Oct 31, 2020

Shaken, Not Stirred: The Gay James Bond

I think I've only seen three James Bond movies all the way through: Diamonds are Forever (1972), The Spy Who Loved Me (1977), and Casino Royale (2006). But I've seen many, many clips of pivotal scenes, plus countless pastiches, parodies, and imitations, on everything from The Flintstones to Family Guy.  

From his introduction in a series of novels by Ian Fleming (1953-64) through fifty years' worth of movies (1962-2012), Bond created the image of the suave, sophisticated spy that has been  imitated over and over, in tv series (I Spy, Get Smart, The Man from UNCLE, Mission: Impossible)in movies (The Bourne Identity, True Lies, The Secret of Boyne Castle, Austin Powers); even in comics (Spy vs. Spy in Mad Magazine).

Bond comes from a generation before the Man-Mountains, when Swinging Bachelors ruled.  He rarely took off his shirt; the producers didn't expect anyone to be looking at his muscles. In the tradition of "everybody's fantasy," the producers expected all women but no men to swoon over him due to his cool savoir-faire, his tailored suits, fluency in French, knowledge of clarets, and hint of danger.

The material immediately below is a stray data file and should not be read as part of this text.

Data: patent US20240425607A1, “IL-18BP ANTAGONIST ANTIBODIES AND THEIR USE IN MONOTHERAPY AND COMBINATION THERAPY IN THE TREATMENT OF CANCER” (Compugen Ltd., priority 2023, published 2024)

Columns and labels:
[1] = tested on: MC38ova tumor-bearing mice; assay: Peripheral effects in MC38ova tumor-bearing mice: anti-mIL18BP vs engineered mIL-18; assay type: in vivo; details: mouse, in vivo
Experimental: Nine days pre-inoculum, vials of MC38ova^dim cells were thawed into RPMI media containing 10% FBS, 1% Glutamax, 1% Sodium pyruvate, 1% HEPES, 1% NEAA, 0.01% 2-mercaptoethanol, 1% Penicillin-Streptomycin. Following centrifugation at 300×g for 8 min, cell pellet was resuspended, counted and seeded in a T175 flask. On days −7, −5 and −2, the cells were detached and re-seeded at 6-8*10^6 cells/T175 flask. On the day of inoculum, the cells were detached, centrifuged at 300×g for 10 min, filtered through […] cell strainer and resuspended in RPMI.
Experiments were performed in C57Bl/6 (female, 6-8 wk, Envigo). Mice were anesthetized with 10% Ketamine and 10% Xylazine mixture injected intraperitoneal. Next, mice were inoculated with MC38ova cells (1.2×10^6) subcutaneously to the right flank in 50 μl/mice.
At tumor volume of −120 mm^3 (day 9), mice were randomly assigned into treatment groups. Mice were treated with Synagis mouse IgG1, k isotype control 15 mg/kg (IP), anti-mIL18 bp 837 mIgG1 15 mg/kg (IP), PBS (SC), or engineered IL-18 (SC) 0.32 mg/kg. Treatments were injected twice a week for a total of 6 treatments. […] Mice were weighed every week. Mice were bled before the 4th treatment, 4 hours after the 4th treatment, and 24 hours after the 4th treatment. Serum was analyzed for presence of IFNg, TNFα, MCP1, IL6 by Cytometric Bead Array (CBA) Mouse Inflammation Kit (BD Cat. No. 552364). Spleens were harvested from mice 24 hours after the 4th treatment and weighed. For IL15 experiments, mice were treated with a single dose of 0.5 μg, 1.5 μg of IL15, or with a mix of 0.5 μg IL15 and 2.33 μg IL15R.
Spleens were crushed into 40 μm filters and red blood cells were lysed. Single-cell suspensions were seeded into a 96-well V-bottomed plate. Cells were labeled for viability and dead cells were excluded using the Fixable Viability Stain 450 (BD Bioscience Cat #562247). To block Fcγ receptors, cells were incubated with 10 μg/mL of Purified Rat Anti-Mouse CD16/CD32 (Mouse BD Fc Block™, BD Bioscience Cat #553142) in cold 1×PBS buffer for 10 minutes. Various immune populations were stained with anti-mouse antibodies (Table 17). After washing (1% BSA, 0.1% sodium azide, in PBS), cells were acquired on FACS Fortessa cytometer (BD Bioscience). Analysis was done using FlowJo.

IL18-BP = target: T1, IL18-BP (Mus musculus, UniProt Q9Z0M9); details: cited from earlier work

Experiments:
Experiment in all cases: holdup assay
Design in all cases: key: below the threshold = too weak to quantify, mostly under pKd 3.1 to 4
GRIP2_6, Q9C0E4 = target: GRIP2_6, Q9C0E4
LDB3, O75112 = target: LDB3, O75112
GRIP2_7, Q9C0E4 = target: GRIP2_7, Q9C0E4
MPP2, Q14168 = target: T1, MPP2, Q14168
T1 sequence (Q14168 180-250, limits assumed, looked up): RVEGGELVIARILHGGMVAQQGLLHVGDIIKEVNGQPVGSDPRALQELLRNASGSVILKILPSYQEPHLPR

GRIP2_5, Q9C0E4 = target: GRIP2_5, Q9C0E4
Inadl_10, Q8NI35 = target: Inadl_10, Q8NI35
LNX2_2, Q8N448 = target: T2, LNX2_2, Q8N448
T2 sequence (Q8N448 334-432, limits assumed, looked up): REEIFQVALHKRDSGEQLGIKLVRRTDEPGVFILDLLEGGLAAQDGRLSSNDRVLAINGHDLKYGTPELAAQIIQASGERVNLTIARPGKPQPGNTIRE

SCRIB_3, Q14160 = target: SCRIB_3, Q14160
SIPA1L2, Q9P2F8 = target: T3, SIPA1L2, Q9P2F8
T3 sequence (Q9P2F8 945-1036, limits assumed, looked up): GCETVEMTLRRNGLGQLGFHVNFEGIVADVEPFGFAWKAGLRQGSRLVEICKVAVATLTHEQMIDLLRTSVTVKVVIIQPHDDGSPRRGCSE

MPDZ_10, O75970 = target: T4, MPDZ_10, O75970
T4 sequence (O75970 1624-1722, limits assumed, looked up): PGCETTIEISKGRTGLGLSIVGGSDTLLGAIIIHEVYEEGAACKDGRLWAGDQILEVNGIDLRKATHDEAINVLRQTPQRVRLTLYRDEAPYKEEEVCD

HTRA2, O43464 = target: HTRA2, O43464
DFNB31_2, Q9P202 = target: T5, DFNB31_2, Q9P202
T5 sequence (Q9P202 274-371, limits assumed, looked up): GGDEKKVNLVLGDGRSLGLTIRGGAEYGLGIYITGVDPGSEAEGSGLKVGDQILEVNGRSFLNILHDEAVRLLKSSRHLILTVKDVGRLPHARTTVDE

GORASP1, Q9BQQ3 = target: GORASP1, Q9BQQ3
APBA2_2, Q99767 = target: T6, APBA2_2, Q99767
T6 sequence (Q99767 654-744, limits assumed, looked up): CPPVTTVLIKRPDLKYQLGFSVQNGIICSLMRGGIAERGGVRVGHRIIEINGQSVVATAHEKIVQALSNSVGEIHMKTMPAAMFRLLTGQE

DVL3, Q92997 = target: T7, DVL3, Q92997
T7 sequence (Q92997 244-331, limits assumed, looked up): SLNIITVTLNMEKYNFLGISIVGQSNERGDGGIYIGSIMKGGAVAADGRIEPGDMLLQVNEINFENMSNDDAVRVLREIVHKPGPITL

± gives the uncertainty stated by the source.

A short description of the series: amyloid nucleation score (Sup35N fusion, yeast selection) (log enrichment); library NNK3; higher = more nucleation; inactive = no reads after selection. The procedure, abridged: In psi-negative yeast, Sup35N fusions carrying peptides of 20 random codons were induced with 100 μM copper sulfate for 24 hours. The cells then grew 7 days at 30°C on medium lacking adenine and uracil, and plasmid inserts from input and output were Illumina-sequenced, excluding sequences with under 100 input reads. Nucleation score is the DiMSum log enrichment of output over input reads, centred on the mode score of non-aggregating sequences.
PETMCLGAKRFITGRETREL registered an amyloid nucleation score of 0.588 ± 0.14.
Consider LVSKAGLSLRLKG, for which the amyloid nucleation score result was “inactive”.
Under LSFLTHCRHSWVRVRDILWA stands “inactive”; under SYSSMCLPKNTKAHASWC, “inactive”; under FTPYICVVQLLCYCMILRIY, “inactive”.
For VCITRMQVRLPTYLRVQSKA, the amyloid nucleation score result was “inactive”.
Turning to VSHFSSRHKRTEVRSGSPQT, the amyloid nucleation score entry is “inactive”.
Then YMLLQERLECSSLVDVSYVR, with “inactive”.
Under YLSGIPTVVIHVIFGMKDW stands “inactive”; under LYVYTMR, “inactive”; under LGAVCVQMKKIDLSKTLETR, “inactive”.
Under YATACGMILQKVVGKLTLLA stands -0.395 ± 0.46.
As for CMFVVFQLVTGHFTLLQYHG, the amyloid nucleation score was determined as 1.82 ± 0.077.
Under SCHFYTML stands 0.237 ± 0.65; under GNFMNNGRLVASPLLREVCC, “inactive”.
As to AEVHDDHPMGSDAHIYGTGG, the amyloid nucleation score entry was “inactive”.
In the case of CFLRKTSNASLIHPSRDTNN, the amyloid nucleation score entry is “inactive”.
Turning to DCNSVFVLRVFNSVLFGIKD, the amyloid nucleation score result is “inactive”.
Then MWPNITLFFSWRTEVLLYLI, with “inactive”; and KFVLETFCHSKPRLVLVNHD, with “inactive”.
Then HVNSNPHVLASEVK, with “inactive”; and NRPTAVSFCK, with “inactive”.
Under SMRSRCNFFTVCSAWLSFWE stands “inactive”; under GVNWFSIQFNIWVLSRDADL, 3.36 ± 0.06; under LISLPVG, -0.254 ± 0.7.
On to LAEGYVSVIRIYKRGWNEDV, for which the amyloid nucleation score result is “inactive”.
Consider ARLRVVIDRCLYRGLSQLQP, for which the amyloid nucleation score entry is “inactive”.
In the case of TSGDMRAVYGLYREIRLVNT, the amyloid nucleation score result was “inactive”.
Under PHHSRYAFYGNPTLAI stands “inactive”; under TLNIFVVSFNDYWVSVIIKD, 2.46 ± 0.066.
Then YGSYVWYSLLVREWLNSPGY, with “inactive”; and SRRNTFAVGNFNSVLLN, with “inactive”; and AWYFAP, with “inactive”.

And all men but no women to admire him for his spy expertise, his ability to jump out of an airplane without a parachute, kill an enemy spy on the way down, and land unfazed, unruffled, and ready for sex.

For all his popularity, there is very little for gay men to like in James Bond.

1. Very brief, minimal beefcake shots, only when absolutely necessary -- a part of his chest might peek out over the top of the sheets -- and overwhelmed by endless shots of bikini-clad and nude women.  Sean Connery (left) was a former bodybuilder and Mr. Universe runner-up, yet we saw no underwear, no towels, almost nothng of his physique.  Current Bond Daniel Craig has been a little better, offering an occasional swimsuit shot.

2. Few homoromantic subtexts.  The Bond world is as completely divided into evil men and nice women as Karate Kid.  Every woman Bond meets wants to have sex with him. Some try to kill him also, but usually they have a change of heart and become allies.

And the most a man can feel for him, or for any man, is a sort of grudging admiration. More often they feel raw hatred.  Same-sex friendships do not exist.

3. Intense homophobia.  Fleming wrote his novels for "warm-blooded heterosexuals," and decried the ranks of the "unhappy sexual misfits."  The movies almost invariably pit the heterosexual Bond against gay-vague "sexual misfits" -- or not so gay-vague, as the transvestite Spectre agent in Thunderball, or the hand-holding Mr. Witt and Mr. Kidd in Diamonds are Forever.  Even Jauvier Bardem, the latest villain (in Skyfall), camps it up to ensure that we identify him as a detestable poof.